Like any traveler to a foreign country, I carried more than just luggage. I carried a few preconceptions of Morocco and its people.
Ancient kasbahs, veiled women, mile-long camel caravans and endless Arabian nights, the Morocco of my mind was the mysterious country of literature, lore and glamorized Hollywood films.
But there is more to this great nation than just fantasy. What is myth and what is reality? My aim was to find out.
Myth: Morocco is a poor, undeveloped nation.
My reality: What most people genuinely don’t understand is that not all of Africa consists of tribes, dusty villages and livestock. There are cities, universities, museums, banks and malls. In fact, several cities in Morocco reminded me of major U.S. cities, with the exception of maybe a donkey or two.
The city of Casablanca, for example, conjured sweet memories of Humphrey Bogart, Ingrid Bergman and a timeless romance. What I discovered was the industrial capital and commercial epicenter of Morocco.
Another surprise awaited in Morocco’s famed tourist town Marrakech. The Old Town, situated inside the rampart-walled medina, dates back to the Middle Ages. Step back in time as snake charmers blow magical tunes into the faces of hissing vipers, mysteriously shrouded henna artists promise good fortunes and cross-dressing belly dancers gyrate to castanets.
The New Town, more commonly referred to as “Villa Nouvelle,” exists outside the medina walls. Built in the 1920s during the French occupation, this modern municipality brims with wealthy locals, expats and tourists sipping cappuccinos between shopping sprees at Gucci and Gualtier. Two miles is all that separates thousands of years of history.
Myth: Morocco is all desert.
My reality: True, Morocco contains miles of isolated Saharan sands, but miles of less-familiar landscapes lead up to this reputed void. Bordered to the west by the Atlantic Ocean and to the north by the Mediterranean Sea, beautiful sandy beaches, verdant river valleys and brilliant red earth race inland to the country’s distinctive spine, the Atlas Mountain Range. Reaching toward an endless sapphire sky, these craggy cliffs create a natural border between the coastal region and vast Sahara Desert. By all means, enjoy a camel ride over the dunes, but don’t forget a dip in the Atlantic or a stroll through one of Morocco’s lush, hidden valleys.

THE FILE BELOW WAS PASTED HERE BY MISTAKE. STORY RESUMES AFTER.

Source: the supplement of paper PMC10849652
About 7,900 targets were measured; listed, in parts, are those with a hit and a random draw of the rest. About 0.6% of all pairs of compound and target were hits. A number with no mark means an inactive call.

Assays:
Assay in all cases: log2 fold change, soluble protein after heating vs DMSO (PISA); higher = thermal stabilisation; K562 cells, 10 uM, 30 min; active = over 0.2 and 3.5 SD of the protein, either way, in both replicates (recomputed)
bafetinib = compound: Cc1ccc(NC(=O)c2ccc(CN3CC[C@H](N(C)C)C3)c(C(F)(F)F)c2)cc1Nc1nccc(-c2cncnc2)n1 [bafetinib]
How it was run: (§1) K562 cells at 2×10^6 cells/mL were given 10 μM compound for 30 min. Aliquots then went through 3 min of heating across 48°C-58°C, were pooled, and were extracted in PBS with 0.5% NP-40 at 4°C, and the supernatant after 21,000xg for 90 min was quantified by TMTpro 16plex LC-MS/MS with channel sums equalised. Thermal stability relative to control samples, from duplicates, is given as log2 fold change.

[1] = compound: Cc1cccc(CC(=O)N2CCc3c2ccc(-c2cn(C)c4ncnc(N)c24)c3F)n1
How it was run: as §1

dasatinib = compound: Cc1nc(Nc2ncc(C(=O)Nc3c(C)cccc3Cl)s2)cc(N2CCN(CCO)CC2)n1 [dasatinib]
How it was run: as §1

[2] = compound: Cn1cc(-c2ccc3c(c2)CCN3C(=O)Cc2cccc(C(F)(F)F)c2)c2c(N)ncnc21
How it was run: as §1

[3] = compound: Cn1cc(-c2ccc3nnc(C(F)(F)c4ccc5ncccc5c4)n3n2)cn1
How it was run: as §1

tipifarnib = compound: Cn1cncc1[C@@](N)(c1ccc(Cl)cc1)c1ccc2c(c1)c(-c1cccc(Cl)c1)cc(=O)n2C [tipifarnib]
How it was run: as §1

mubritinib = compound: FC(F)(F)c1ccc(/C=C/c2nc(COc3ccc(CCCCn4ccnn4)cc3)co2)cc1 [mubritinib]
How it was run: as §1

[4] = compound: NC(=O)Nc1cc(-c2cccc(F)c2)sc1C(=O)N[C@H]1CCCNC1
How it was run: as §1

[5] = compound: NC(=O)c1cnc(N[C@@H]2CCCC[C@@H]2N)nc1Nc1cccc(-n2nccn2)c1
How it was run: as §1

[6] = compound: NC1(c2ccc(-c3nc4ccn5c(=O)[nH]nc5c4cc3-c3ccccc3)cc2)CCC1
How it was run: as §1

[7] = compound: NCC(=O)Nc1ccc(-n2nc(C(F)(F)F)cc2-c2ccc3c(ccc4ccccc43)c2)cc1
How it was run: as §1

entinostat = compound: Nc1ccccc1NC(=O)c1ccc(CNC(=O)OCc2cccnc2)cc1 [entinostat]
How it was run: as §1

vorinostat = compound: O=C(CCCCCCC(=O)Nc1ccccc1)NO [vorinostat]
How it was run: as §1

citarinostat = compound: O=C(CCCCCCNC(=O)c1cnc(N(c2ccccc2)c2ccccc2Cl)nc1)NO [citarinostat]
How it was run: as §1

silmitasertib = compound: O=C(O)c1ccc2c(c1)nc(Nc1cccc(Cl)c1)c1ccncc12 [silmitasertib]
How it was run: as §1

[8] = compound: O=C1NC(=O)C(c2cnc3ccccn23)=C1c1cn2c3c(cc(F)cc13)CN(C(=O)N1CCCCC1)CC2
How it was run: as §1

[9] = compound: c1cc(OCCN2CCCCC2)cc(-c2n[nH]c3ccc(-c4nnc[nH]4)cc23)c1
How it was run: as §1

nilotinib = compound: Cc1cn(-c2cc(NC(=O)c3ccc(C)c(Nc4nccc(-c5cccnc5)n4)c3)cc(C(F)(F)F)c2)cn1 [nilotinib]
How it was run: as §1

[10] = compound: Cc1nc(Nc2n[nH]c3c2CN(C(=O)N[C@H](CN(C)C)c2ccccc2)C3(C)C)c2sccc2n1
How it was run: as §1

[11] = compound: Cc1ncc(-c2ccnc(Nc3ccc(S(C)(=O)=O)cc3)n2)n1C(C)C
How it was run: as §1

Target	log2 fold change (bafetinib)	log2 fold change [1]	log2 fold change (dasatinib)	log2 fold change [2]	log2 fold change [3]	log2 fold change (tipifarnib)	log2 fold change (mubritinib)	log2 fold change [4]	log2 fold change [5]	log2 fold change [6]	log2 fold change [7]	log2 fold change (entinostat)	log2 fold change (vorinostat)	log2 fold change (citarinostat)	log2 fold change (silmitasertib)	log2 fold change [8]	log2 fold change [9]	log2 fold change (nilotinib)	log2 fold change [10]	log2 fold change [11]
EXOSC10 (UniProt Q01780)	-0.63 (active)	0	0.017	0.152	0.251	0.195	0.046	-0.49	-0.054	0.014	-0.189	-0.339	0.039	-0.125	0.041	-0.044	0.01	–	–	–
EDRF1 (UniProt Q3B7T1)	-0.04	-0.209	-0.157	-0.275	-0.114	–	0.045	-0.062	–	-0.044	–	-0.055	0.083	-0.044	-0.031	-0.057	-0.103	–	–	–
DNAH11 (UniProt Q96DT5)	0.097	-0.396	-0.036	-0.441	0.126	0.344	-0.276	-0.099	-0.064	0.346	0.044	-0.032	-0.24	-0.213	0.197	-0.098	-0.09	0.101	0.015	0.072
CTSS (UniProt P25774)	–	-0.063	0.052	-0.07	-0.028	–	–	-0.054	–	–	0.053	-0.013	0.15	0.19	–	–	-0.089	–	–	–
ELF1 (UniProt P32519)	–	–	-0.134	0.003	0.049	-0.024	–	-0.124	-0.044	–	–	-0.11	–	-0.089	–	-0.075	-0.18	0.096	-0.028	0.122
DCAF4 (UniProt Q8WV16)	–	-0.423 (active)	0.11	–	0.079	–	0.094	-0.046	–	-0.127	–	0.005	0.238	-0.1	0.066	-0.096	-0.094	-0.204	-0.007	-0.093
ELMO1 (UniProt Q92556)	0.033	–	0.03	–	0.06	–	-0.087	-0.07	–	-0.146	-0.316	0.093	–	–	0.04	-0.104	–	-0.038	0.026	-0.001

Myth: Shopping in Moroccan souks (markets) can be aggressive and dangerous.
My Reality: “Come to my family’s shop.” “Only look, don’t need to buy.” Almost as predictable as vendor one-liners are tourist responses “I have no money” or “I will come back tomorrow.” This game of cat and mouse has led many tourists to raise the proverbial red flag before daring to enter a souk.
For a moment, let’s consider Morocco’s roots: An outpost between the Sahara Desert and Mediterranean Coast. A trade route between Africa and Europe. A community of merchants in a perpetual state of motion. Morocco has flourished due to the resilience of local vendors and souks, which are living, breathing examples of what Moroccans do best.
How do you find a souk? You don’t. Souks typically find you. A mixture of poor directions, serendipitous turns and dumb luck usually lead to the heart of these beating mercantile neighborhoods. Like bees to the honeycomb, locals and tourists buzz between walls of colorful textiles, jewelry and endless spices in search of a deal. Breathe in the assertive scents of recently tanned leather goods. Shake your hips to exotic melodies of Gnawa musicians. And for goodness sake, relax. You will be approached for purchases. You will need to bargain. And you will get lost in the labyrinth, if not once, multiple times. Pushy, friendly, aggressive or helpful, souks are reflections of your responses to their inhabitants. Go on, have fun!
Myth: Morocco is a Muslim country so foreigners, women in particular, must practice strict conduct.
My Reality: “Allah Akbar…Allah Akbar…” The Muslim call to prayer slices through the dense, humid air like a hot knife through butter. Imams, Islamic leaders of worship, call followers to mosque five times a day while tourists like myself do … what? We go about our day.
Morocco is a liberalized community of believers. Exposed to Spanish, French and British missionaries along with varied European occupations, Morocco is no stranger to foreigners and their beliefs.
As for women, contrary to popular belief, they are not locked away in some private room of their family riad and prevented from interactions with men. The women of Morocco work alongside men. They drive cars. They go to school. And they model all forms of attire. Some women wear hijab, head scarves, others choose full coverage burqas, while still others select casual jeans and t-shirts. Western women must merely dress conservatively and travel respectfully.
Myth: Moroccan food is spicy!
My reality: Define spicy. If by spicy you mean a cornucopia of dry and fresh spices, then yes, Moroccan fare is spicy. Saffron, cumin, turmeric, ginger, cinnamon and paprika abound in most meals; but hot spice, taste bud-searing chili, is minimal. “Tajines,” stewed meats with vegetables, along with couscous, cucumber salad and lightly spiced meat skewers can be found on most menus along with a favored utensil, bread. “Khobz” refers to the disc-shaped, inch-thick bread loaves used for dipping, scooping and easy cleanup.
Morocco, like every other country, has a diversity of people and cultures. Exposing the misconceptions is easy, but painting an accurate picture of this enigmatic nation continues to mystify scholars, locals and tourists alike.
The stories of yesterday may dance through our imaginations, but the realities of today are what truly meet us at the arrivals gate.